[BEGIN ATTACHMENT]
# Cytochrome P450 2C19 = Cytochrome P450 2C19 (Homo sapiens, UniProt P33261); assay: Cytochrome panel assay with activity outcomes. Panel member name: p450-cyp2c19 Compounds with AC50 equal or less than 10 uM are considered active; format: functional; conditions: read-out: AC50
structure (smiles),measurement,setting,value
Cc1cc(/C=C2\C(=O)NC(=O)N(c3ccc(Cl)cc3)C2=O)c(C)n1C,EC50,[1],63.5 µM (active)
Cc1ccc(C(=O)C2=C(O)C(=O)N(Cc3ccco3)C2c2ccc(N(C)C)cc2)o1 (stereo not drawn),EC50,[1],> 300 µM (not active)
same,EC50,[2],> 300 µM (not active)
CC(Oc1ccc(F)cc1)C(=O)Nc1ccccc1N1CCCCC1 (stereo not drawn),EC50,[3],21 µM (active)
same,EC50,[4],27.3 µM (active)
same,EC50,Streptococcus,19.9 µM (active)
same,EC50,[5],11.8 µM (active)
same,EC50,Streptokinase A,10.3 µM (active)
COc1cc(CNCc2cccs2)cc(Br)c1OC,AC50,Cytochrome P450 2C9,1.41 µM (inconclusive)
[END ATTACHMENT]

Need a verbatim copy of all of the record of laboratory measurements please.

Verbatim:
# Cytochrome P450 2C19 = Cytochrome P450 2C19 (Homo sapiens, UniProt P33261); assay: Cytochrome panel assay with activity outcomes. Panel member name: p450-cyp2c19 Compounds with AC50 equal or less than 10 uM are considered active; format: functional; conditions: read-out: AC50
structure (smiles),measurement,setting,value
Cc1cc(/C=C2\C(=O)NC(=O)N(c3ccc(Cl)cc3)C2=O)c(C)n1C,EC50,[1],63.5 µM (active)
Cc1ccc(C(=O)C2=C(O)C(=O)N(Cc3ccco3)C2c2ccc(N(C)C)cc2)o1 (stereo not drawn),EC50,[1],> 300 µM (not active)
same,EC50,[2],> 300 µM (not active)
CC(Oc1ccc(F)cc1)C(=O)Nc1ccccc1N1CCCCC1 (stereo not drawn),EC50,[3],21 µM (active)
same,EC50,[4],27.3 µM (active)
same,EC50,Streptococcus,19.9 µM (active)
same,EC50,[5],11.8 µM (active)
same,EC50,Streptokinase A,10.3 µM (active)
COc1cc(CNCc2cccs2)cc(Br)c1OC,AC50,Cytochrome P450 2C9,1.41 µM (inconclusive)